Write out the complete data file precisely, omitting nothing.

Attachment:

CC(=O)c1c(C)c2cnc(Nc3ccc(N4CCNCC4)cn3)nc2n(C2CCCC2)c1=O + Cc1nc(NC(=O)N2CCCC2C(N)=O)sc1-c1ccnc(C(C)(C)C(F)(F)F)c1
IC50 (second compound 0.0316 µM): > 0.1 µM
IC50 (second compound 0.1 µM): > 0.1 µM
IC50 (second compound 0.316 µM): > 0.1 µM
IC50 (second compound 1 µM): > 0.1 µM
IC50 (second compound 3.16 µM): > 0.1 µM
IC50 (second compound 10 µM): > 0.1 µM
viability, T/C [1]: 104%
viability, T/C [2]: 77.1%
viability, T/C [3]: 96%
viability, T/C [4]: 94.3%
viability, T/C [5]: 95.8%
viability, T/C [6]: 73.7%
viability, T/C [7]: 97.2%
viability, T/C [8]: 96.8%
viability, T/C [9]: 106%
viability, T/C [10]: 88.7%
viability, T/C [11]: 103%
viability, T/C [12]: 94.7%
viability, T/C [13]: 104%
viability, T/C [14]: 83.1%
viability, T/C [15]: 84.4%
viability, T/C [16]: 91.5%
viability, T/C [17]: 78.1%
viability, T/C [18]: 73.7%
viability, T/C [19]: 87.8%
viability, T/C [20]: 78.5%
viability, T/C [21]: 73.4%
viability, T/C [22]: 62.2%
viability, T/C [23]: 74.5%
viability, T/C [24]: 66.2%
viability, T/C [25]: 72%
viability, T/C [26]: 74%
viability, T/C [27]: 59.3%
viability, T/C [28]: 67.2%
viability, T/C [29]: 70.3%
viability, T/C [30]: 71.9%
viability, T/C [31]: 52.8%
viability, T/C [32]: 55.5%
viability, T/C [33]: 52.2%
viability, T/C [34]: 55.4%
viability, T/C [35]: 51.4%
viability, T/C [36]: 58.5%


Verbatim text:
CC(=O)c1c(C)c2cnc(Nc3ccc(N4CCNCC4)cn3)nc2n(C2CCCC2)c1=O + Cc1nc(NC(=O)N2CCCC2C(N)=O)sc1-c1ccnc(C(C)(C)C(F)(F)F)c1
IC50 (second compound 0.0316 µM): > 0.1 µM
IC50 (second compound 0.1 µM): > 0.1 µM
IC50 (second compound 0.316 µM): > 0.1 µM
IC50 (second compound 1 µM): > 0.1 µM
IC50 (second compound 3.16 µM): > 0.1 µM
IC50 (second compound 10 µM): > 0.1 µM
viability, T/C [1]: 104%
viability, T/C [2]: 77.1%
viability, T/C [3]: 96%
viability, T/C [4]: 94.3%
viability, T/C [5]: 95.8%
viability, T/C [6]: 73.7%
viability, T/C [7]: 97.2%
viability, T/C [8]: 96.8%
viability, T/C [9]: 106%
viability, T/C [10]: 88.7%
viability, T/C [11]: 103%
viability, T/C [12]: 94.7%
viability, T/C [13]: 104%
viability, T/C [14]: 83.1%
viability, T/C [15]: 84.4%
viability, T/C [16]: 91.5%
viability, T/C [17]: 78.1%
viability, T/C [18]: 73.7%
viability, T/C [19]: 87.8%
viability, T/C [20]: 78.5%
viability, T/C [21]: 73.4%
viability, T/C [22]: 62.2%
viability, T/C [23]: 74.5%
viability, T/C [24]: 66.2%
viability, T/C [25]: 72%
viability, T/C [26]: 74%
viability, T/C [27]: 59.3%
viability, T/C [28]: 67.2%
viability, T/C [29]: 70.3%
viability, T/C [30]: 71.9%
viability, T/C [31]: 52.8%
viability, T/C [32]: 55.5%
viability, T/C [33]: 52.2%
viability, T/C [34]: 55.4%
viability, T/C [35]: 51.4%
viability, T/C [36]: 58.5%